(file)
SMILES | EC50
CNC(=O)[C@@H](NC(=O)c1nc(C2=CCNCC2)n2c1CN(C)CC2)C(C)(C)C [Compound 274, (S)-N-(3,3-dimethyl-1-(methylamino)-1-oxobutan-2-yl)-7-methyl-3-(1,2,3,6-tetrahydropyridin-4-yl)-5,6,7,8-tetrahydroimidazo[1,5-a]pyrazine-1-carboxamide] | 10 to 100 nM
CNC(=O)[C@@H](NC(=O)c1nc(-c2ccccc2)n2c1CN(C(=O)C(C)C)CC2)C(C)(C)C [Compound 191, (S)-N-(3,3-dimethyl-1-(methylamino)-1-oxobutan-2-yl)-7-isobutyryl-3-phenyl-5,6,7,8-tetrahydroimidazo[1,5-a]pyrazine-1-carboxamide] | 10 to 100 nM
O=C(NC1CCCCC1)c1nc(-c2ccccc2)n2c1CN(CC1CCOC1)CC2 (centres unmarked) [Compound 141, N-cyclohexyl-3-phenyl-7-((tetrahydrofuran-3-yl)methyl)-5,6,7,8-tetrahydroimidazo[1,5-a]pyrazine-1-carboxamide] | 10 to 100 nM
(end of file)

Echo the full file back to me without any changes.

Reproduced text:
SMILES | EC50
CNC(=O)[C@@H](NC(=O)c1nc(C2=CCNCC2)n2c1CN(C)CC2)C(C)(C)C [Compound 274, (S)-N-(3,3-dimethyl-1-(methylamino)-1-oxobutan-2-yl)-7-methyl-3-(1,2,3,6-tetrahydropyridin-4-yl)-5,6,7,8-tetrahydroimidazo[1,5-a]pyrazine-1-carboxamide] | 10 to 100 nM
CNC(=O)[C@@H](NC(=O)c1nc(-c2ccccc2)n2c1CN(C(=O)C(C)C)CC2)C(C)(C)C [Compound 191, (S)-N-(3,3-dimethyl-1-(methylamino)-1-oxobutan-2-yl)-7-isobutyryl-3-phenyl-5,6,7,8-tetrahydroimidazo[1,5-a]pyrazine-1-carboxamide] | 10 to 100 nM
O=C(NC1CCCCC1)c1nc(-c2ccccc2)n2c1CN(CC1CCOC1)CC2 (centres unmarked) [Compound 141, N-cyclohexyl-3-phenyl-7-((tetrahydrofuran-3-yl)methyl)-5,6,7,8-tetrahydroimidazo[1,5-a]pyrazine-1-carboxamide] | 10 to 100 nM